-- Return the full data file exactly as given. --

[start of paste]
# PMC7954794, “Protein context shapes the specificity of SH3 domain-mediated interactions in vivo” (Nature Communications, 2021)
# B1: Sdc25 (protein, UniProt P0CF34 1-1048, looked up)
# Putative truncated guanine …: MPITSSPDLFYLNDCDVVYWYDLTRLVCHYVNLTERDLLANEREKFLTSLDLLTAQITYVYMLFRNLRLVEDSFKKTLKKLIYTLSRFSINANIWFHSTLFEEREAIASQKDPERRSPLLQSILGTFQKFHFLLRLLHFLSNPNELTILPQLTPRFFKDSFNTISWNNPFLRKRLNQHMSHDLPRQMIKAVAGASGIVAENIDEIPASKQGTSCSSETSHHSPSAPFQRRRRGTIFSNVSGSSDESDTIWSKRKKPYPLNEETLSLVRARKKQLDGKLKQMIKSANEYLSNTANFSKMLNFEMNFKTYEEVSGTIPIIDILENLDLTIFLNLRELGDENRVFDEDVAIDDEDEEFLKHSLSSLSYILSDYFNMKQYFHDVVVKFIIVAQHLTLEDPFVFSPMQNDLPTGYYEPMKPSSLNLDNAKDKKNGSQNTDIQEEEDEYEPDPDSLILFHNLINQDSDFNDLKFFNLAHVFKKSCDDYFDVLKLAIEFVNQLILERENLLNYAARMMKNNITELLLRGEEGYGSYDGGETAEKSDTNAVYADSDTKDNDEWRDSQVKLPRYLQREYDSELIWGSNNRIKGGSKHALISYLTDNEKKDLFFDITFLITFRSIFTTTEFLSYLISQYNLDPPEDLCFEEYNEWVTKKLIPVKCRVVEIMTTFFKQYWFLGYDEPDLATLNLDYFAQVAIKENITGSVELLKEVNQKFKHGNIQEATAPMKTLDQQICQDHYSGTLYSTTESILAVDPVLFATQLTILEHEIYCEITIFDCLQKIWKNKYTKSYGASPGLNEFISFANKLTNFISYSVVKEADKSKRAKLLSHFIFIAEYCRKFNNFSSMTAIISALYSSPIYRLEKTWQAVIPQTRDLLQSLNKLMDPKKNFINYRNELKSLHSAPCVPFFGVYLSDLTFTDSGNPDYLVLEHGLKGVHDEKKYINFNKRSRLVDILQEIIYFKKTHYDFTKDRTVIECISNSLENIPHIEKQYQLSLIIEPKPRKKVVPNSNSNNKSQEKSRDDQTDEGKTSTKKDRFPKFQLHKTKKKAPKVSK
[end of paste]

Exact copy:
# PMC7954794, “Protein context shapes the specificity of SH3 domain-mediated interactions in vivo” (Nature Communications, 2021)
# B1: Sdc25 (protein, UniProt P0CF34 1-1048, looked up)
# Putative truncated guanine …: MPITSSPDLFYLNDCDVVYWYDLTRLVCHYVNLTERDLLANEREKFLTSLDLLTAQITYVYMLFRNLRLVEDSFKKTLKKLIYTLSRFSINANIWFHSTLFEEREAIASQKDPERRSPLLQSILGTFQKFHFLLRLLHFLSNPNELTILPQLTPRFFKDSFNTISWNNPFLRKRLNQHMSHDLPRQMIKAVAGASGIVAENIDEIPASKQGTSCSSETSHHSPSAPFQRRRRGTIFSNVSGSSDESDTIWSKRKKPYPLNEETLSLVRARKKQLDGKLKQMIKSANEYLSNTANFSKMLNFEMNFKTYEEVSGTIPIIDILENLDLTIFLNLRELGDENRVFDEDVAIDDEDEEFLKHSLSSLSYILSDYFNMKQYFHDVVVKFIIVAQHLTLEDPFVFSPMQNDLPTGYYEPMKPSSLNLDNAKDKKNGSQNTDIQEEEDEYEPDPDSLILFHNLINQDSDFNDLKFFNLAHVFKKSCDDYFDVLKLAIEFVNQLILERENLLNYAARMMKNNITELLLRGEEGYGSYDGGETAEKSDTNAVYADSDTKDNDEWRDSQVKLPRYLQREYDSELIWGSNNRIKGGSKHALISYLTDNEKKDLFFDITFLITFRSIFTTTEFLSYLISQYNLDPPEDLCFEEYNEWVTKKLIPVKCRVVEIMTTFFKQYWFLGYDEPDLATLNLDYFAQVAIKENITGSVELLKEVNQKFKHGNIQEATAPMKTLDQQICQDHYSGTLYSTTESILAVDPVLFATQLTILEHEIYCEITIFDCLQKIWKNKYTKSYGASPGLNEFISFANKLTNFISYSVVKEADKSKRAKLLSHFIFIAEYCRKFNNFSSMTAIISALYSSPIYRLEKTWQAVIPQTRDLLQSLNKLMDPKKNFINYRNELKSLHSAPCVPFFGVYLSDLTFTDSGNPDYLVLEHGLKGVHDEKKYINFNKRSRLVDILQEIIYFKKTHYDFTKDRTVIECISNSLENIPHIEKQYQLSLIIEPKPRKKVVPNSNSNNKSQEKSRDDQTDEGKTSTKKDRFPKFQLHKTKKKAPKVSK